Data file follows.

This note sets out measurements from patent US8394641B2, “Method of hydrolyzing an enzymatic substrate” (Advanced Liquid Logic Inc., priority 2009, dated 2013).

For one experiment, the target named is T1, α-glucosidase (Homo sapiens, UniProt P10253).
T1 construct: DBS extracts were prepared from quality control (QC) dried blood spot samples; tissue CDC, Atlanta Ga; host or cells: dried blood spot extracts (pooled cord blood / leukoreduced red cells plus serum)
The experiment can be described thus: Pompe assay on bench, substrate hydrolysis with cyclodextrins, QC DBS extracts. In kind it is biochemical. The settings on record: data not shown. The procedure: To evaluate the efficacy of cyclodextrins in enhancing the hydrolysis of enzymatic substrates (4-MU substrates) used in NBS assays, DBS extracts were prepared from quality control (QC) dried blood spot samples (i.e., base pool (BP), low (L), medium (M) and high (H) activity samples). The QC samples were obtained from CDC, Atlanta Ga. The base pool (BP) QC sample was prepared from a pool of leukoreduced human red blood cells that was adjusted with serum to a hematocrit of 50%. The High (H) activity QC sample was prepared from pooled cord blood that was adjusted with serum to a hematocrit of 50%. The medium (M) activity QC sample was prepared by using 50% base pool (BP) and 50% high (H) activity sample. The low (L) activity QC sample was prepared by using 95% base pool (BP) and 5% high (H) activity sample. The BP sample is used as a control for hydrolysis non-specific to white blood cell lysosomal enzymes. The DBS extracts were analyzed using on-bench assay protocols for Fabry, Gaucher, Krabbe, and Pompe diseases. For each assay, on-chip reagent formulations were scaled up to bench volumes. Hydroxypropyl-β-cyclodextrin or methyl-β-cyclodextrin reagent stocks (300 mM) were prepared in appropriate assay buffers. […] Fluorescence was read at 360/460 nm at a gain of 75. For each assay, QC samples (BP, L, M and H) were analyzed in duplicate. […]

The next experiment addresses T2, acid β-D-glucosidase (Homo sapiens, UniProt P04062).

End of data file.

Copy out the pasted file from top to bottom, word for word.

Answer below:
This note sets out measurements from patent US8394641B2, “Method of hydrolyzing an enzymatic substrate” (Advanced Liquid Logic Inc., priority 2009, dated 2013).

For one experiment, the target named is T1, α-glucosidase (Homo sapiens, UniProt P10253).
T1 construct: DBS extracts were prepared from quality control (QC) dried blood spot samples; tissue CDC, Atlanta Ga; host or cells: dried blood spot extracts (pooled cord blood / leukoreduced red cells plus serum)
The experiment can be described thus: Pompe assay on bench, substrate hydrolysis with cyclodextrins, QC DBS extracts. In kind it is biochemical. The settings on record: data not shown. The procedure: To evaluate the efficacy of cyclodextrins in enhancing the hydrolysis of enzymatic substrates (4-MU substrates) used in NBS assays, DBS extracts were prepared from quality control (QC) dried blood spot samples (i.e., base pool (BP), low (L), medium (M) and high (H) activity samples). The QC samples were obtained from CDC, Atlanta Ga. The base pool (BP) QC sample was prepared from a pool of leukoreduced human red blood cells that was adjusted with serum to a hematocrit of 50%. The High (H) activity QC sample was prepared from pooled cord blood that was adjusted with serum to a hematocrit of 50%. The medium (M) activity QC sample was prepared by using 50% base pool (BP) and 50% high (H) activity sample. The low (L) activity QC sample was prepared by using 95% base pool (BP) and 5% high (H) activity sample. The BP sample is used as a control for hydrolysis non-specific to white blood cell lysosomal enzymes. The DBS extracts were analyzed using on-bench assay protocols for Fabry, Gaucher, Krabbe, and Pompe diseases. For each assay, on-chip reagent formulations were scaled up to bench volumes. Hydroxypropyl-β-cyclodextrin or methyl-β-cyclodextrin reagent stocks (300 mM) were prepared in appropriate assay buffers. […] Fluorescence was read at 360/460 nm at a gain of 75. For each assay, QC samples (BP, L, M and H) were analyzed in duplicate. […]

The next experiment addresses T2, acid β-D-glucosidase (Homo sapiens, UniProt P04062).